Hillary Clinton is fair game for the political snipers


March 23, 1992|By Mike Royko | Mike Royko,Tribune Media Services

Until a few months ago, I didn't know Hillary Clinton from the sandwich maker at the corner White Hen.

But now I know that she grew up in Park Ridge, Ill., was a teen-ager for Goldwater, excelled at Yale Law School, became a big-time attorney and an advocate of many liberal causes, has a daughter named after an English landmark, is married to the governor of Arkansas, and much more.

Unless you've been living in a cave, you've probably seen Hillary on TV, shouting an introduction of her husband into a microphone: "And I give you the next president of the United States ..."

In other words, she's not exactly a political wallflower.

So I don't understand why Clinton became so huffy when Jerry Brown tossed in a zinger about Hillary during their recent debate. Something to do with her law firm doing business with the state her husband governs.

Clinton played the chivalrous spouse, telling Brown he wasn't fit to stand on the same stage as Hillary. This put Brown, a bachelor, at a disadvantage, since he couldn't say that Clinton wasn't fit to be on the same stage as his wife. Of course, he might have responded that Clinton wasn't fit to be on the same stage with Linda Ronstadt, whom Brown used to date. Or with Mother Theresa, with whom he nursed the needy.

Later, while performing for the cameras at a Polish restaurant in Chicago (Arkansas governors just love Polish food), Clinton said he could handle political abuse but would "hit" those who maligned his wife.

I assume that he meant he would hit with words, not fists, although nothing would be a surprise in this campaign. However, if he challenges Brown to duke it out, Brown will probably say his choices of weapons are the laser swords used by Luke Skywalker.

But what is so terrible about Brown or any other candidate taking a political shot at Hillary?

She's not simply a wife tagging along on the campaign trail, gazing adoringly at her candidate/husband while being bored to death. She's one of the key players in his campaign, involved in strategy, spin, buzz and all the other modern political voodoo.

And if he's elected president, she's going to do more than redecorate the White House living quarters and keep her eye peeled for Kitty Kelley spies.

She has her own agenda of ways the federal government can be used to make our lives richer, fuller and bureaucratized. She'll instantly become one of the most powerful figures in American government.

So if she's out there grabbing for power as eagerly as her husband, there's no reason why she should be above the political brawl.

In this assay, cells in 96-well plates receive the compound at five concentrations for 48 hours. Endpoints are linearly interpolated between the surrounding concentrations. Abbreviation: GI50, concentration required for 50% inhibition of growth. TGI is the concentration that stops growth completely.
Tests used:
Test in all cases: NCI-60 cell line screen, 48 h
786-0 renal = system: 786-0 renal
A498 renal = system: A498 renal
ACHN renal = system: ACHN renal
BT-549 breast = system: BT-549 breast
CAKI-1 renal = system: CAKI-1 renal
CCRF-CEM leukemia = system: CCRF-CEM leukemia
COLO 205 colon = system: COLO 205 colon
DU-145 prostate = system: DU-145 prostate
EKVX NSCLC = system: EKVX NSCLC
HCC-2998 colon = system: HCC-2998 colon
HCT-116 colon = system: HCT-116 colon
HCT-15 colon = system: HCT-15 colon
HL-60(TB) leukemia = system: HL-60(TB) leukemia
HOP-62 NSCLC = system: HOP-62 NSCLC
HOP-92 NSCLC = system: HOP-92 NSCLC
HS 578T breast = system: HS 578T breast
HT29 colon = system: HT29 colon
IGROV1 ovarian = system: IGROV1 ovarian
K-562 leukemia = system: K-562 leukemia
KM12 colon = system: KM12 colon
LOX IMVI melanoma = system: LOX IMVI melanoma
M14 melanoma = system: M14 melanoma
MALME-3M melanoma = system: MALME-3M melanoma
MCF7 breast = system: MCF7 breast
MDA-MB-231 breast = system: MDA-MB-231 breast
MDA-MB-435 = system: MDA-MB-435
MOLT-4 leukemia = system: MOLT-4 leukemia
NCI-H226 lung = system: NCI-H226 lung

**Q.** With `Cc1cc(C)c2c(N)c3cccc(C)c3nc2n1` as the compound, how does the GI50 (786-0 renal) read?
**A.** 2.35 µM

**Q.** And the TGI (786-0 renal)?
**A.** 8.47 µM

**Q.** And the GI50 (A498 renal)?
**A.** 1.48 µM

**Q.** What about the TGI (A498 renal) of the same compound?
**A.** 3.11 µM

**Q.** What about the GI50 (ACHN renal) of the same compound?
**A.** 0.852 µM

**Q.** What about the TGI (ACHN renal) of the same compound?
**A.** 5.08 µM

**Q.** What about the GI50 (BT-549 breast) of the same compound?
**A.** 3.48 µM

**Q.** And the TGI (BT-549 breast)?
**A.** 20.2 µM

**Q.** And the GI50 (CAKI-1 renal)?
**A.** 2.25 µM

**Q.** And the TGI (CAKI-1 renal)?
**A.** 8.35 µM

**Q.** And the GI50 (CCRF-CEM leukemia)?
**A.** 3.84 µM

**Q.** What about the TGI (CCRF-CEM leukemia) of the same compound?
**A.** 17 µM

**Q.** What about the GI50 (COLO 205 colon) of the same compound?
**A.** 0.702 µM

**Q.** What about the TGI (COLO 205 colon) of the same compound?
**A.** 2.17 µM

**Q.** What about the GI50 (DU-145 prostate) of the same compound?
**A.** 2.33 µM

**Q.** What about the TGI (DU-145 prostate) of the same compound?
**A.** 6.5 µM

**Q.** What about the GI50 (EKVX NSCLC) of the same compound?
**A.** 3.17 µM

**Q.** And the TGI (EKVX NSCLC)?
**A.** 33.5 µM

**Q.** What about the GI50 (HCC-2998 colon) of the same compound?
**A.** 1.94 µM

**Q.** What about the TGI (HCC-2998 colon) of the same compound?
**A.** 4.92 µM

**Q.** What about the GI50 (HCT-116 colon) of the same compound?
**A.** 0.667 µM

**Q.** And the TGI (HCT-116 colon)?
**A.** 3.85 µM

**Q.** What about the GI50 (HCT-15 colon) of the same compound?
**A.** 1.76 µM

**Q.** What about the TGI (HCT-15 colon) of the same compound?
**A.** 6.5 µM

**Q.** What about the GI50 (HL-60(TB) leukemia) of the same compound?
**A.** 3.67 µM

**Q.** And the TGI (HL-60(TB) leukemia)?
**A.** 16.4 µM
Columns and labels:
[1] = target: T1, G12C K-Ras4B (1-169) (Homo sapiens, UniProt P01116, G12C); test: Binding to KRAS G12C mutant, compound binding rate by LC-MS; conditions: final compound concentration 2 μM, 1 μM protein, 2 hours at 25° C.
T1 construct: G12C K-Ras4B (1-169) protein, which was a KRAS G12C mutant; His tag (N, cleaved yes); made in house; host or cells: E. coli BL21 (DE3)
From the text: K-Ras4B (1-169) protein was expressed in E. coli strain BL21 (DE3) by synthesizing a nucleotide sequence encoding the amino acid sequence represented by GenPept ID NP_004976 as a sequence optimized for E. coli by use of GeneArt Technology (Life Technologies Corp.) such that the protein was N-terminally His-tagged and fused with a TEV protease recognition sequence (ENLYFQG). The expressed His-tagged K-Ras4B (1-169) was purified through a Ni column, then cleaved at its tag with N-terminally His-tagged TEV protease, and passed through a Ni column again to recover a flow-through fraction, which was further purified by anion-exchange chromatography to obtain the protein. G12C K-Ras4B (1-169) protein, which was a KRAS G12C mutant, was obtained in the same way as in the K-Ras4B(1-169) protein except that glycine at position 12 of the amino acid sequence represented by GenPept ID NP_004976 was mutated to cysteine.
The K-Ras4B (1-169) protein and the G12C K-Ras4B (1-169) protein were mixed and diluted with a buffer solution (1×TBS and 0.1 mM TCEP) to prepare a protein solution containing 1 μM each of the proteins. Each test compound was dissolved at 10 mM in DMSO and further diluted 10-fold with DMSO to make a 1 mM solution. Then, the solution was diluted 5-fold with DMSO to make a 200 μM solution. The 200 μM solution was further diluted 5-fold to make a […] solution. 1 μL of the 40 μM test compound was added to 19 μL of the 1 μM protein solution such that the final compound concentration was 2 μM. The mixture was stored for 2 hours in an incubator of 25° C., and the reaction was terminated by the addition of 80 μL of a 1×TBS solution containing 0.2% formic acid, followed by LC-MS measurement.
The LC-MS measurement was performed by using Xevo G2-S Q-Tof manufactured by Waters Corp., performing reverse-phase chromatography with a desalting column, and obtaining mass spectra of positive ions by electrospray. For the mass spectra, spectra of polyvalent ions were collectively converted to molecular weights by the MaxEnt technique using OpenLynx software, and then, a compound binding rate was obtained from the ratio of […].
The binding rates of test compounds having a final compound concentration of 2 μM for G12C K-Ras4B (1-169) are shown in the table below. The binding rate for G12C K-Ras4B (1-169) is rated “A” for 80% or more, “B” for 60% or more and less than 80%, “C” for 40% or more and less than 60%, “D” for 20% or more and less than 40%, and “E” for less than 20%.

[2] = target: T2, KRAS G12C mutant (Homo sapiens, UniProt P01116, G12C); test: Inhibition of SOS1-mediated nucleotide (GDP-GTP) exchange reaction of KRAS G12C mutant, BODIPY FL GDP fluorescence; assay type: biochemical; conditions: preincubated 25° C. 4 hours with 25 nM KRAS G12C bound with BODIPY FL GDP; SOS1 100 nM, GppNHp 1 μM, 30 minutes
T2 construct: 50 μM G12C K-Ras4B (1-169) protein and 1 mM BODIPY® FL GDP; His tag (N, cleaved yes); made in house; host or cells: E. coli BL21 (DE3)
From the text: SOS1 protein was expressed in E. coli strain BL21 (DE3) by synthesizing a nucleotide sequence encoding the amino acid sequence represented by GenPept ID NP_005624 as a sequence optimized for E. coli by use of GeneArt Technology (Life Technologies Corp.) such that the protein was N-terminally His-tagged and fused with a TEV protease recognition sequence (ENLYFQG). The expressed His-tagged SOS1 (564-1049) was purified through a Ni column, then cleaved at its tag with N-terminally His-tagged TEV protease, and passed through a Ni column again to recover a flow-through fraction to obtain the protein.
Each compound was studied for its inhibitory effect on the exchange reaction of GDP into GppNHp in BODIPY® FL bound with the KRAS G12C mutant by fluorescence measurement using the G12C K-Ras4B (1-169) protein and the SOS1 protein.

It would be different if she were sitting home, quietly watching the soaps, collecting recipes, pasting Bill's clippings into a scrapbook, and Brown had said: "I have it on good authority that Mrs. Clinton watches all the corniest soaps and makes a very bad meatloaf."

If that were the case, Clinton would have had good cause to pop Brown in the snoot for intruding on the privacy of an old-fashioned wife. Nobody ever sniped at Bess Truman, Mamie Eisenhower or Pat Nixon, who were classic stay-at-home first ladies.

But Hillary is a modern woman: independent, successful and ambitious. That's fine, because if Bill ever falls upon hard times, she can support them both.

Since she's reaching for the brass ring as avidly as her husband is, it shouldn't be necessary for him to play the protective husband.

If Brown had tossed a barb at Clinton's media huckster, his pollster, his advance man, his issues manager, his spin doctor, or any of his other professional campaign hucksters, Clinton wouldn't have talked about hitting him. Imagine Clinton saying: "You aren't fit to be on the same stage as my campaign strategists." Or, "I don't care what they say about me, but if anybody insults my pollster, I'll hit them." It would sound weird.

If he's nominated, he's going to pick someone with voter appeal as his running mate. And that person will have to expect the usual political bombardment from the Republicans. I wouldn't expect Clinton to say: "If anyone says bad things about my running mate, I will hit them." That would sound even more weird.

The fact is, Hillary will have far more power than any vice president. Based on her political activities, she'll be almost a co-president. Or as they might say in parts of Arkansas: "There goes Ma and Pa President."

To paraphrase Harry Truman's old saying:

"If you can't stand the heat, don't get out of the kitchen."

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